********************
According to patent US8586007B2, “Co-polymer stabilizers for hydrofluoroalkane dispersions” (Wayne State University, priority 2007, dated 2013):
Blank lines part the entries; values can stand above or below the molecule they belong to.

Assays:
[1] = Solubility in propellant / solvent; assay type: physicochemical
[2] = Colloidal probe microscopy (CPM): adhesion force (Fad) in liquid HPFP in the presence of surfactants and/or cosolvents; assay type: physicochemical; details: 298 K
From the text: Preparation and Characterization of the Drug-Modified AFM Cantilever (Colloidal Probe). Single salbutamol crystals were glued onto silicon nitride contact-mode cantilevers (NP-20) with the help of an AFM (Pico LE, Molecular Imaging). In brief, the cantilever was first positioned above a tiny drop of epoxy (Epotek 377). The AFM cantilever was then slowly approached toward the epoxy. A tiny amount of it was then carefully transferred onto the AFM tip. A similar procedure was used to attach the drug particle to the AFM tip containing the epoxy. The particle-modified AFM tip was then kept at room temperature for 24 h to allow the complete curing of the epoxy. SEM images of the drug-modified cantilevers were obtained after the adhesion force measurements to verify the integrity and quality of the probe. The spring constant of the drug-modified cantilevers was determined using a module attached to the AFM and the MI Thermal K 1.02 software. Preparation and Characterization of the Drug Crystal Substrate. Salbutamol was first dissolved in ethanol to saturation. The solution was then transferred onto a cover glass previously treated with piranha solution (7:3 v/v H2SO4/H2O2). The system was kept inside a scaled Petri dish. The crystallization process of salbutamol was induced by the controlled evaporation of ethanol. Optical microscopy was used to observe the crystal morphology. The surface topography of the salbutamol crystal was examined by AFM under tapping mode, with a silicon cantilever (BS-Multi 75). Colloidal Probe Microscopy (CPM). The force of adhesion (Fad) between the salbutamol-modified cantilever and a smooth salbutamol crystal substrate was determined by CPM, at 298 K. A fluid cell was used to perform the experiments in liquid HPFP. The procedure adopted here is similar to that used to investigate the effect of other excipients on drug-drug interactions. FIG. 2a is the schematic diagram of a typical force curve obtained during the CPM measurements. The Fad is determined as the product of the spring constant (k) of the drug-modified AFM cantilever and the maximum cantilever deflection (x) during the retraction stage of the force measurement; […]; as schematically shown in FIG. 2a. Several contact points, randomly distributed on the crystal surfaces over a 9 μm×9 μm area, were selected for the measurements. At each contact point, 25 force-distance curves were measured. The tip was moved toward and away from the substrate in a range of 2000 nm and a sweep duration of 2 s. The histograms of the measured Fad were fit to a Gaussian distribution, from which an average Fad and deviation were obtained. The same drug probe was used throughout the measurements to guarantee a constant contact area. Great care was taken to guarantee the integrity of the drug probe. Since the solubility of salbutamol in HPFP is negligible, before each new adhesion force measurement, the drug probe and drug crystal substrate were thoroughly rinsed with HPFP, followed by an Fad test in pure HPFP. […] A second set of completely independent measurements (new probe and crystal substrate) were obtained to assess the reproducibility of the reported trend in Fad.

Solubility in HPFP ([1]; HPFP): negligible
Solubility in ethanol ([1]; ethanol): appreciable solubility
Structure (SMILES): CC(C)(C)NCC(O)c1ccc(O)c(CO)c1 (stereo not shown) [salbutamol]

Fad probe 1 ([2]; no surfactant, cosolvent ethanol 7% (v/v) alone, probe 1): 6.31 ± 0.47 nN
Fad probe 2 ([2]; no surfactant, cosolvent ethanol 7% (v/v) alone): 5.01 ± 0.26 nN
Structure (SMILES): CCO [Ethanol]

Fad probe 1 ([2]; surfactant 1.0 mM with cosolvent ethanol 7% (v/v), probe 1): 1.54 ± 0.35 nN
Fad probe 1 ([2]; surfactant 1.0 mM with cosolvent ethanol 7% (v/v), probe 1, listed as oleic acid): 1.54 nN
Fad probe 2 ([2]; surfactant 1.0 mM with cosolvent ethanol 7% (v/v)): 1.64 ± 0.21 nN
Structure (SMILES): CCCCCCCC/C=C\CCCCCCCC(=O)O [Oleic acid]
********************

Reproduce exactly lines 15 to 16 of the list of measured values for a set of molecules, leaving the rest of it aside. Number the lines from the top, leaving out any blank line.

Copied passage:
Fad probe 2 ([2]; surfactant 1.0 mM with cosolvent ethanol 7% (v/v)): 1.64 ± 0.21 nN
Structure (SMILES): CCCCCCCC/C=C\CCCCCCCC(=O)O [Oleic acid]